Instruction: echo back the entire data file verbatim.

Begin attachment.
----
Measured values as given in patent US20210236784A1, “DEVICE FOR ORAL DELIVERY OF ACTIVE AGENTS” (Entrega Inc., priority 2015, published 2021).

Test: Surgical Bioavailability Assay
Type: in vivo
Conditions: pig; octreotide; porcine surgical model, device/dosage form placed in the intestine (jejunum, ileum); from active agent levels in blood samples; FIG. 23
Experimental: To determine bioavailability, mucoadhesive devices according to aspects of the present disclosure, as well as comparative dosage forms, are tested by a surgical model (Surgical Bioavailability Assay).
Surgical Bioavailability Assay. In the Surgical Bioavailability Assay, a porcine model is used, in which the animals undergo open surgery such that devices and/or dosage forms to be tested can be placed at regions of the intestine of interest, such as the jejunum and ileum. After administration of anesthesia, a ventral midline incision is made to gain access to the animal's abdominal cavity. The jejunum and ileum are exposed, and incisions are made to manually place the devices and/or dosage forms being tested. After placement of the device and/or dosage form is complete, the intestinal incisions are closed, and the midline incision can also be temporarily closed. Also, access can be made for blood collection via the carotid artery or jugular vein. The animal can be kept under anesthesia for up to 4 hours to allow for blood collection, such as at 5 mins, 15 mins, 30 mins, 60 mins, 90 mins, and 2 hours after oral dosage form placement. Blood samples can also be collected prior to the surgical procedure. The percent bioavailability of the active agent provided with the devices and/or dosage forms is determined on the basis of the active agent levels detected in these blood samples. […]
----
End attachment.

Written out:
Measured values as given in patent US20210236784A1, “DEVICE FOR ORAL DELIVERY OF ACTIVE AGENTS” (Entrega Inc., priority 2015, published 2021).

Test: Surgical Bioavailability Assay
Type: in vivo
Conditions: pig; octreotide; porcine surgical model, device/dosage form placed in the intestine (jejunum, ileum); from active agent levels in blood samples; FIG. 23
Experimental: To determine bioavailability, mucoadhesive devices according to aspects of the present disclosure, as well as comparative dosage forms, are tested by a surgical model (Surgical Bioavailability Assay).
Surgical Bioavailability Assay. In the Surgical Bioavailability Assay, a porcine model is used, in which the animals undergo open surgery such that devices and/or dosage forms to be tested can be placed at regions of the intestine of interest, such as the jejunum and ileum. After administration of anesthesia, a ventral midline incision is made to gain access to the animal's abdominal cavity. The jejunum and ileum are exposed, and incisions are made to manually place the devices and/or dosage forms being tested. After placement of the device and/or dosage form is complete, the intestinal incisions are closed, and the midline incision can also be temporarily closed. Also, access can be made for blood collection via the carotid artery or jugular vein. The animal can be kept under anesthesia for up to 4 hours to allow for blood collection, such as at 5 mins, 15 mins, 30 mins, 60 mins, 90 mins, and 2 hours after oral dosage form placement. Blood samples can also be collected prior to the surgical procedure. The percent bioavailability of the active agent provided with the devices and/or dosage forms is determined on the basis of the active agent levels detected in these blood samples. […]